Commercial construction is in high demand across the country and contractors are confident in the trajectory of the industry, according to the USG + U.S. Chamber of Commerce Commercial Construction Index (‘Index’). Nearly all contractors surveyed – 96 percent – expect revenues to grow or remain stable this year compared to 2016, with 40 percent expecting an increase and only 3 percent expecting a decrease in revenue.
The Index is a new quarterly economic indicator designed to gauge what drives the commercial construction industry and its leaders, including specific issues like backlog of work, new business pipeline, revenue projections, workforce issues, and access to financing. Given the sector’s importance to the U.S. economy and the outsized role it could play in years to come, the data contained in the Index will be vital to better understanding trends, challenges and opportunities. The research was developed with Dodge Data & Analytics (DD&A), the leading provider of insights and data for the construction industry, by surveying commercial and institutional contractors.
“This first-of-its-kind Index was born out of a need to understand the issues that affect commercial construction. The Index will deliver critical insights into the future health of the industry,” said Jennifer Scanlon, president and chief executive officer of USG Corporation. “USG is committed to providing solutions for our customers in order to help the entire industry make strong contributions to the U.S. economy. Through the Index we are able to identify areas of strength and pinpoint areas of improvement where industry leaders must focus.”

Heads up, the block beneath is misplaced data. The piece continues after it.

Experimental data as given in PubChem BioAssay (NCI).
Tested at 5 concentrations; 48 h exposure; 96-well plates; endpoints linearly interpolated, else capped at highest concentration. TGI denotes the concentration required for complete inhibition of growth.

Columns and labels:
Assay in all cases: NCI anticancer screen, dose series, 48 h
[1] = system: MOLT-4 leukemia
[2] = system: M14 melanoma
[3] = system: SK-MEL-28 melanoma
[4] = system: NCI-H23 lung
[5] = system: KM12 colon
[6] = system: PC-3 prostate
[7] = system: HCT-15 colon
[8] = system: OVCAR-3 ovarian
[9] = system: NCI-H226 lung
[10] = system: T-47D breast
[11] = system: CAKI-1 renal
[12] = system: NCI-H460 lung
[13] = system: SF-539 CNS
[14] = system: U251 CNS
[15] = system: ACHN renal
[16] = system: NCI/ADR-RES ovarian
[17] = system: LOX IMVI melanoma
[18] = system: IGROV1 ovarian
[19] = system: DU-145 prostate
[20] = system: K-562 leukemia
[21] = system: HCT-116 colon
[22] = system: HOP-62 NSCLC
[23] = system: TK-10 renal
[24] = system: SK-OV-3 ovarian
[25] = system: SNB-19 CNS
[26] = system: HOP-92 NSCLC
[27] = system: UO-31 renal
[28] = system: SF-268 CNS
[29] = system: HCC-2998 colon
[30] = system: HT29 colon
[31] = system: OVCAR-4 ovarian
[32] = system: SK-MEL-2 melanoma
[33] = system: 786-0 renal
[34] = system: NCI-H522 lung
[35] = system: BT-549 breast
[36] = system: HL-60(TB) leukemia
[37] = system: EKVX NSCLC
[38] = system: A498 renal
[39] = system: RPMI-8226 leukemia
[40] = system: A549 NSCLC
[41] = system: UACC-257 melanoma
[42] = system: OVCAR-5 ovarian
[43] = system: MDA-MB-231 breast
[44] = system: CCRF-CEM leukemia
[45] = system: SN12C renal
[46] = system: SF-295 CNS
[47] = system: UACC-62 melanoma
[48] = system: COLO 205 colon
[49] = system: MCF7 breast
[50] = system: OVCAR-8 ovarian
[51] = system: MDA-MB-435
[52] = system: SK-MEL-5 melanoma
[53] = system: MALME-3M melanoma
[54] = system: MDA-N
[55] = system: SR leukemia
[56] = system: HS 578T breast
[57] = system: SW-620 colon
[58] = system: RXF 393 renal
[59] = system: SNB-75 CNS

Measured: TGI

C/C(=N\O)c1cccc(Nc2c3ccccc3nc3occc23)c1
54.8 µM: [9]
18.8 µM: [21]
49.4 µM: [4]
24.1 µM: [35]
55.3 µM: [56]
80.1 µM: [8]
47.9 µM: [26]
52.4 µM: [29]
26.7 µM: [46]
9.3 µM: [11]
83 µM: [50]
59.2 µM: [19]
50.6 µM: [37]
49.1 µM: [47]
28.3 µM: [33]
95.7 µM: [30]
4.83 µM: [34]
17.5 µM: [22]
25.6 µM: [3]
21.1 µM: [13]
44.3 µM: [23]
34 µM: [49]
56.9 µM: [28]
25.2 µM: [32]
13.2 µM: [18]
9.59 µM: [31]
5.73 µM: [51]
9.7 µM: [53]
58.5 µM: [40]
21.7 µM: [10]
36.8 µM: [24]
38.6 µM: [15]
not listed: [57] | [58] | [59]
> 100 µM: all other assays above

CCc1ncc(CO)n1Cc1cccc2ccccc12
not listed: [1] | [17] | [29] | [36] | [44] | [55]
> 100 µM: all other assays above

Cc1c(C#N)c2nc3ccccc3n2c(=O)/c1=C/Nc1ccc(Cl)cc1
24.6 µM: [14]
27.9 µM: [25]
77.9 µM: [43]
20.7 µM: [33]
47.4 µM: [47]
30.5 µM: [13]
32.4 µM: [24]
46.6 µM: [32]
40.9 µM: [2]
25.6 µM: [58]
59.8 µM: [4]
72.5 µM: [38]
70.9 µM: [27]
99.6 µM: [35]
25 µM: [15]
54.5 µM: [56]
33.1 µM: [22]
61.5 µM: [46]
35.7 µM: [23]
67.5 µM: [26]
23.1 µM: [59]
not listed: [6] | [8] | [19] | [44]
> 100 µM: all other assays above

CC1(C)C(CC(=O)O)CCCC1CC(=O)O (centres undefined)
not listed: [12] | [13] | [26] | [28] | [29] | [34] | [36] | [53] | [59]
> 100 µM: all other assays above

Two-thirds (66 percent) of contractors said they expect to employ more workers in the next six months, indicating growth in a sector that employs approximately 3 million Americans. But 61 percent of Index respondents reported difficultly finding skilled workers. The contractors reported the biggest shortages in the concrete, interior finishes/millwork, masonry, electrical and plumbing trades.
“The commercial construction industry is a vital engine for the American economy,” said Tom Donohue, president and CEO of the U.S. Chamber. “The projected growth uncovered in this research is good news for employers and workers, but there is reason for concern in the lack of qualified talent available in vital specialties. To get our economy growing to its full potential, we must ensure that we have a workforce that is ready to fill the available jobs. Each quarter, this first-of-its-kind research will make us smarter about future challenges and inform solutions for our country’s leaders.”
The report looks at the results of three leading indicators – backlog levels, new business opportunities and revenue forecasts – to generate a composite index on a scale of 0-100 that serves as an indicator of health for the contractor segment on a quarterly basis. The Q2 2017 composite index score was 76, representing continued health in the sector. This composite score is up two points from a 74 in the Q1 survey, driven primarily by a bump in the ratio between actual and ideal backlog. New business and revenue results also saw slight increases quarter-over-quarter.
The composite scores from the three drivers of confidence were:
The Index findings are compiled using survey results from contractors within a DD&A panel of more than 2,700 decision makers from across key facets of the commercial construction industry. This first public report was developed using research from previous quarters, which puts into context the state of contractor sentiment in the U.S. building industry.